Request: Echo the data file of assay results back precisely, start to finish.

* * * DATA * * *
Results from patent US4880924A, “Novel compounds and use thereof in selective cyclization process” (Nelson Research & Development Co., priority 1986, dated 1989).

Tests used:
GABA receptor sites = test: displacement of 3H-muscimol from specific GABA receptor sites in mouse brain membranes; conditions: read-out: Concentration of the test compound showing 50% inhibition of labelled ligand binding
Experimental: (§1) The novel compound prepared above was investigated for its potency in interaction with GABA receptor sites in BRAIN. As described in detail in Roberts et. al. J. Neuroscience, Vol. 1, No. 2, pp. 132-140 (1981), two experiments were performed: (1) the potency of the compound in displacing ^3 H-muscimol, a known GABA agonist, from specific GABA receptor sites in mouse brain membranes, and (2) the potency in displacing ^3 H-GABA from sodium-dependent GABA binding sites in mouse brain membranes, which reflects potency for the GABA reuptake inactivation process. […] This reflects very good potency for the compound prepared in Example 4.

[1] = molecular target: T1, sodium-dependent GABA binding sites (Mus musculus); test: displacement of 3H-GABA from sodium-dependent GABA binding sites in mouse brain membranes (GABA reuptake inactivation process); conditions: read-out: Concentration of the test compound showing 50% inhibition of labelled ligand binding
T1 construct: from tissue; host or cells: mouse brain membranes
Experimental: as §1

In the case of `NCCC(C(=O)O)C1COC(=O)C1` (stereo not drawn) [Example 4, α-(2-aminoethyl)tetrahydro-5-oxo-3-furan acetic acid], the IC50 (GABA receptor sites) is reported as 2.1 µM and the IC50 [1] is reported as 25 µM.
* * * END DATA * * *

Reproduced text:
Results from patent US4880924A, “Novel compounds and use thereof in selective cyclization process” (Nelson Research & Development Co., priority 1986, dated 1989).

Tests used:
GABA receptor sites = test: displacement of 3H-muscimol from specific GABA receptor sites in mouse brain membranes; conditions: read-out: Concentration of the test compound showing 50% inhibition of labelled ligand binding
Experimental: (§1) The novel compound prepared above was investigated for its potency in interaction with GABA receptor sites in BRAIN. As described in detail in Roberts et. al. J. Neuroscience, Vol. 1, No. 2, pp. 132-140 (1981), two experiments were performed: (1) the potency of the compound in displacing ^3 H-muscimol, a known GABA agonist, from specific GABA receptor sites in mouse brain membranes, and (2) the potency in displacing ^3 H-GABA from sodium-dependent GABA binding sites in mouse brain membranes, which reflects potency for the GABA reuptake inactivation process. […] This reflects very good potency for the compound prepared in Example 4.

[1] = molecular target: T1, sodium-dependent GABA binding sites (Mus musculus); test: displacement of 3H-GABA from sodium-dependent GABA binding sites in mouse brain membranes (GABA reuptake inactivation process); conditions: read-out: Concentration of the test compound showing 50% inhibition of labelled ligand binding
T1 construct: from tissue; host or cells: mouse brain membranes
Experimental: as §1

In the case of `NCCC(C(=O)O)C1COC(=O)C1` (stereo not drawn) [Example 4, α-(2-aminoethyl)tetrahydro-5-oxo-3-furan acetic acid], the IC50 (GABA receptor sites) is reported as 2.1 µM and the IC50 [1] is reported as 25 µM.